U.S. Ninth Circuit - The FindLaw 9th Circuit Court of Appeals Opinion Summaries Blog

Spinal Tap Survives Dismissal: 'England's Loudest Band Will Be Heard'

After a four-month wait, the Central District Court of California has finally issued its ruling on the motion to dismiss in the Spinal Tap v. Vivendi lawsuit. While the band's fraud claim has been dismissed, along with three of the four band members, the breach of contract claims and plaintiff Christopher Guest (a.k.a. Nigel Tufnel) still remain.

Fortunately for the band, the dismissal of both members and the fraud claim were without prejudice. Additionally, the members appear to have been dismissed on a technicality as their "loan-out" companies were not parties to the original contract, and therefore do not have standing as third party beneficiaries. Even though the case was dismissed, District Court Judge Dolly Gee left the door wide open for the members and the fraud claim to be amended back in properly.

Dismissals Without Prejudice Make the Legal World Go Round

The dismissed members of the band were basically invited by the court to amend their complaint so as to add the band members as individuals, rather than through their respective companies. Additionally, the court advised that the fraud claim could be re-plead, if the band could come up with more particularized facts that meet the heightened pleading standard. However, even the dismissed members have not lost their resolve for taking Vivendi to task.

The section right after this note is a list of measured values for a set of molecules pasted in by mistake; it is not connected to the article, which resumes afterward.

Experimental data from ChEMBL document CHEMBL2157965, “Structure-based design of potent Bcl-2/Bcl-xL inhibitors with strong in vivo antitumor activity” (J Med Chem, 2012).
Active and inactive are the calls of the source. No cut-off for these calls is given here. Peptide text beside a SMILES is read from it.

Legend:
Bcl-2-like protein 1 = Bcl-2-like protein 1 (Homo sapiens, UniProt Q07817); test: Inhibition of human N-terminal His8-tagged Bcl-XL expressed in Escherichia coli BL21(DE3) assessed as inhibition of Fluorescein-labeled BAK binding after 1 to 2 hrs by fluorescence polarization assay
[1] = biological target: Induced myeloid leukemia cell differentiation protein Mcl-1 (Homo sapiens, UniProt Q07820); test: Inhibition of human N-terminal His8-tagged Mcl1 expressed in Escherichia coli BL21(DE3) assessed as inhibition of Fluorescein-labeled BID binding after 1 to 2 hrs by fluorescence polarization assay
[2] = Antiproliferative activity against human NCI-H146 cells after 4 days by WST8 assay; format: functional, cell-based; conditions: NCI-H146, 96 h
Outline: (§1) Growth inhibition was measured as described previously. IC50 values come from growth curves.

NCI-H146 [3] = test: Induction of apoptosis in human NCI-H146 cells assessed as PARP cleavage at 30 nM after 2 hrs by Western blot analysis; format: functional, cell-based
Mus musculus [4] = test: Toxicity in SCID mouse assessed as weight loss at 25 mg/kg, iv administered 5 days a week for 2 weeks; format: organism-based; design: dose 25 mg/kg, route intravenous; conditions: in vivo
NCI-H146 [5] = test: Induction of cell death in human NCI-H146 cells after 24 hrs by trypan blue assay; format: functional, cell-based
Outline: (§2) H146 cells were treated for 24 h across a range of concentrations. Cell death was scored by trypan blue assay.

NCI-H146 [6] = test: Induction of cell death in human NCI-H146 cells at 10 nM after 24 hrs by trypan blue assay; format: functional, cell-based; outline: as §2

In typical Derek Smalls style, Harry Shearer was quoted saying, in response to the order: "Vivendi thought we would be made to go away. Well, not today, not tomorrow, nor the next day. England's Loudest Band Will be Heard." The members have 21-days to file an amended complaint. And then, as you probably already expect, Vivendi will likely be filing another 12(b)(6) because they'll be able to, and that's what defense attorneys do.

What's This Case About? Merchandising! Merchandising!

As the great Yogurt once said, "Merchandising! Merchandising! Where the real money from the movie is made." For nearly two decades, the band made less than $200 total in both royalties and merchandising, which is simply unbelievable given the movie and music's popularity.

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